Well, I'll tell you...
Thanks a great deal to Jody and my Mom taking good care of me, the Avastin backlash was broken. I met with Dr. Shih one more time and was doing muuuuch better, just in time to take a little trip to Cape Cod.
Our friend's sister was getting married (congratulations and thanks, Robbie and Jeanine!) and Jody and I had been planning to spend a long weekend in Falmouth to enjoy the beach and the wedding. That went really really well for me despite my initial ambivalence about New England and anxiety over my situation. I found that as long as I ate whole foods instead of things that were too heavily processed, I felt pretty good. I wasn't running marathons by any stretch, but I did okay. Getting home by myself was a challenge, but I lived. Jody stayed on for a few days more to visit with Sarah (Jeanine's older sister).
Sadly though, Jody's flight home was abutted by the death of her grandmother. We repacked and drove home to PA for the funeral which was a tender time. Grammy had lived 93 vibrant years and the time taken remembering and honoring her was well spent.
Back here at home I'm leaning into the wind that is Xeloda, once again. I'd had a visit with Dr. Lee while Jody was still on the Cape to discuss the analysis of my most recent CT scan (of the 17th). The known spots have grown a little and have multiplied in the interim of Avastin alone so that trial seems to have failed. She and I also discussed recommendations made by Dr. Hwang, a research oncologist at Georgetown Univeristy Hospital whom I'd met back on the 19th, right before the trip.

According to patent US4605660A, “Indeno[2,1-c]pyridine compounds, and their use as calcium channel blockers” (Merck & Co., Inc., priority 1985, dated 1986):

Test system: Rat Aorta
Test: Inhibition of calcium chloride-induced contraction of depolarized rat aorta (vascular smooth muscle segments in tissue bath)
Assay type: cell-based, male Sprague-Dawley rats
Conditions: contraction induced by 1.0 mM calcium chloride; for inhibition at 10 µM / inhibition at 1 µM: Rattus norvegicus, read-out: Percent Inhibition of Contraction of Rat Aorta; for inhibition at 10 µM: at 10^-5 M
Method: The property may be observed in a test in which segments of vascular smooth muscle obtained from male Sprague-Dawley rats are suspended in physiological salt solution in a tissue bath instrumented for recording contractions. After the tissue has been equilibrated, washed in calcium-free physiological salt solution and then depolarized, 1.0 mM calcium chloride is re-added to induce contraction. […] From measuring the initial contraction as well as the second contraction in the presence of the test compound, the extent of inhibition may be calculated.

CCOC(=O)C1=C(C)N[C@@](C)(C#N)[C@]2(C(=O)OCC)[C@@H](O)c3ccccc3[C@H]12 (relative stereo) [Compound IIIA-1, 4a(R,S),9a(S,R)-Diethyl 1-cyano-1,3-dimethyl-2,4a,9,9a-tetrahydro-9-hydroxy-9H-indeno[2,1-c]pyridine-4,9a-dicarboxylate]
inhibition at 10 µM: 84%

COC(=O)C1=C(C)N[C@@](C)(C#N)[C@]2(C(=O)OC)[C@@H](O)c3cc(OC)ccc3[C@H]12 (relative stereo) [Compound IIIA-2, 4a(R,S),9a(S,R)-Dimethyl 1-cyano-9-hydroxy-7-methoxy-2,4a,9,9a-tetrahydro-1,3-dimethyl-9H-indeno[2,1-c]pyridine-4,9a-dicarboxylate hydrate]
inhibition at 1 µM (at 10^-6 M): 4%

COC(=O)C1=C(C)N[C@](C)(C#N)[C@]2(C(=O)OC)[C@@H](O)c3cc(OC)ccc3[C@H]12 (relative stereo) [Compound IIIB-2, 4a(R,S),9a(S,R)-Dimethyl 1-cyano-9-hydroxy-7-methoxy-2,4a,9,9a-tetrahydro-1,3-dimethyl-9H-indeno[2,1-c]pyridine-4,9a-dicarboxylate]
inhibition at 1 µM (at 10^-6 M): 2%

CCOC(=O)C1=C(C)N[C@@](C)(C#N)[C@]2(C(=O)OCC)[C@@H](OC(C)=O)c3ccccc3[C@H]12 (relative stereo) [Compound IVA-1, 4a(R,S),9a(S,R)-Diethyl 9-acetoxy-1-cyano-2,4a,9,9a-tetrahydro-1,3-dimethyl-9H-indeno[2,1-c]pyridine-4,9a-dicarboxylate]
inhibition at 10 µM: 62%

Dr. Hwang had seen me to answer my questions about possibly participating in a clinical trial applying a developmental colo-rectal cancer vaccine as a therapy. Unfrotunately, the trial had already closed, but since it was a therapy in concert with chemo and my CEA rising was steering me back to chemo, why not check it out?
He did send me home with details of another trial but one using a different chemotherapy and that may or may not be one that has had good results with my particular genetic goulash. Dr. Lee ordered the DNA test for K-RAS to see if my case might fit and better help me decide, but there are other factors to consider. I'd have to move my care to Georgetown and that would mean routine trips into the city for drips and tests and such; not very appealing. The traffic sucks pretty much all day and the insult is complete only having to pay for parking. Bleagh.
Still, the K-RAS test might also indicate that another chemotherapy could help me more. I don't really have to do much but wait for the test results.
In the meantime, my CEA is rising and the lesions are trying to grow and spread. Rather than mix things up too much at once, I elected to go back on Xeloda alone mostly because the side effects are pretty well known in me and I've responded well to it several times in the past. I know it will increase my fatigue, but I also know I can avoid dairy and heavily processed/preserved/fatty foods to head off the worst of the effects. I think this next batch will go a lot easier than before.
If the K-RAS test comes back indicating I can go for the trial or that another chemo might be more successful, great. While that is going on, I'd like to try to define what state I might have to reach before surgery to remove the lesions would be worth my while. I'm also going to lobby Dr. Lee to have biopsies taken again; to this date, only my liver has ever been needled and it came back negative. If I'm taking treatment for metastatic disease, I think it should be verified.
Some part of me chuckles at the thought that an HMO would have probably balked at any treatment I've been getting until those biopsies told them they had to pay... ;)